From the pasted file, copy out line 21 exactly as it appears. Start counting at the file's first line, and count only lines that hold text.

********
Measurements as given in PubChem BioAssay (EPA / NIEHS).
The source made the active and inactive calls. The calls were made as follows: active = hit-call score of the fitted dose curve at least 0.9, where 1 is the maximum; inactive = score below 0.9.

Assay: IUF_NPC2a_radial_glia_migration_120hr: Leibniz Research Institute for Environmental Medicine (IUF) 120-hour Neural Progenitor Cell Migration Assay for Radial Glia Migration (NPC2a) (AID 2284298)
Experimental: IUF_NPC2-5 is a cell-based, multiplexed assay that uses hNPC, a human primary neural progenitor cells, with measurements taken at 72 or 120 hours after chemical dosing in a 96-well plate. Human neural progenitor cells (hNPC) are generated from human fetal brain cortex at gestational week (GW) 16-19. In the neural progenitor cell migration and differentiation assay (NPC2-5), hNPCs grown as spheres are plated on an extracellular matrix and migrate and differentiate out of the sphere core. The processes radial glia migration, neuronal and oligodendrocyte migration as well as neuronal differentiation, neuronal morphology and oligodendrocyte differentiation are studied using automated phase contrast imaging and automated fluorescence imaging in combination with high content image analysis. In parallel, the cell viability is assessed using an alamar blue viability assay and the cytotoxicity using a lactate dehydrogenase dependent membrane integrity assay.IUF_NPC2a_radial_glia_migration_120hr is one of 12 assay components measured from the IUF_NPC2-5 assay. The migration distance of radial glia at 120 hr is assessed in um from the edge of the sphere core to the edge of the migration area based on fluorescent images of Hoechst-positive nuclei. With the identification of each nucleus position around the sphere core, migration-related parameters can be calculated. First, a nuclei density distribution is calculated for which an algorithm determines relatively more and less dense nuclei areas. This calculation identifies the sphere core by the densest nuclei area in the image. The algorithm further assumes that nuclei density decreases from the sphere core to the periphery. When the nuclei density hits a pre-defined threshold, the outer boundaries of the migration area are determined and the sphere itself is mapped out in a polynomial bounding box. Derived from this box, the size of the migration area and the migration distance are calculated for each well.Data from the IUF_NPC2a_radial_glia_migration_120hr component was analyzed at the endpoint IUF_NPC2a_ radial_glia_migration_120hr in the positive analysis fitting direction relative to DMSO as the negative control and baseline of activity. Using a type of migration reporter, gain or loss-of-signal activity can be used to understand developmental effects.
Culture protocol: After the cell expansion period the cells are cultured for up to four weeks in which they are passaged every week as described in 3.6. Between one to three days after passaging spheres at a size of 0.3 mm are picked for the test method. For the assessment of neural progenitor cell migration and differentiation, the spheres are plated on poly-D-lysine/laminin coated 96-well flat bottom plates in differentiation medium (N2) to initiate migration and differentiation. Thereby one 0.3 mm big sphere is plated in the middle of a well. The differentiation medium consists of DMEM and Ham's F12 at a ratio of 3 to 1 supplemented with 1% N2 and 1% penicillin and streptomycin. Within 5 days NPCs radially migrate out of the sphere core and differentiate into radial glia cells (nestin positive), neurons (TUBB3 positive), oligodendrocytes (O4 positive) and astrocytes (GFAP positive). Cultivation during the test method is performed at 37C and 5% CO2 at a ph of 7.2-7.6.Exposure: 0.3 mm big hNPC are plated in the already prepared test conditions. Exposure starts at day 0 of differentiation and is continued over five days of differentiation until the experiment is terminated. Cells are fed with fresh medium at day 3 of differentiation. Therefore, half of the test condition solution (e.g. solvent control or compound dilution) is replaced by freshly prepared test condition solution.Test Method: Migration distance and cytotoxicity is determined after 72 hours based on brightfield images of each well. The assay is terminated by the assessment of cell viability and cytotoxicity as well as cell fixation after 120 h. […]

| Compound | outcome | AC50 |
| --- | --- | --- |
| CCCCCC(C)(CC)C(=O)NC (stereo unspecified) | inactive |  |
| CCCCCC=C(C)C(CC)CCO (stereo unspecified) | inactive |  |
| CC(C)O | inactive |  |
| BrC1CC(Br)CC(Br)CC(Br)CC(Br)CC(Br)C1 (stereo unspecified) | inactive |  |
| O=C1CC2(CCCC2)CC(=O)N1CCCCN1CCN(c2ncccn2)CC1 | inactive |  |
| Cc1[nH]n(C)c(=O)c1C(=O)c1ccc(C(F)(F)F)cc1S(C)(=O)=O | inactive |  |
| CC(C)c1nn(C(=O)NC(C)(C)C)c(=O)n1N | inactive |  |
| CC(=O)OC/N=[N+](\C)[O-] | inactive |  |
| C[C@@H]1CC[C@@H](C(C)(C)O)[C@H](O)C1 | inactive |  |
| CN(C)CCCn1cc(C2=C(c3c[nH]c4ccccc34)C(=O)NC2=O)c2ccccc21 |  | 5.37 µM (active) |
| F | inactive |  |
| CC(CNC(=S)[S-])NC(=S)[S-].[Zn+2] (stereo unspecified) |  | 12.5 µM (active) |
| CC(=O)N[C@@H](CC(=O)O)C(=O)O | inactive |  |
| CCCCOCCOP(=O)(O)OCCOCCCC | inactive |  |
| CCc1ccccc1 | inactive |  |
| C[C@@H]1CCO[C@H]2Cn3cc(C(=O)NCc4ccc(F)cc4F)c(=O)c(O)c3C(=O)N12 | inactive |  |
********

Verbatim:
| CCCCOCCOP(=O)(O)OCCOCCCC | inactive |  |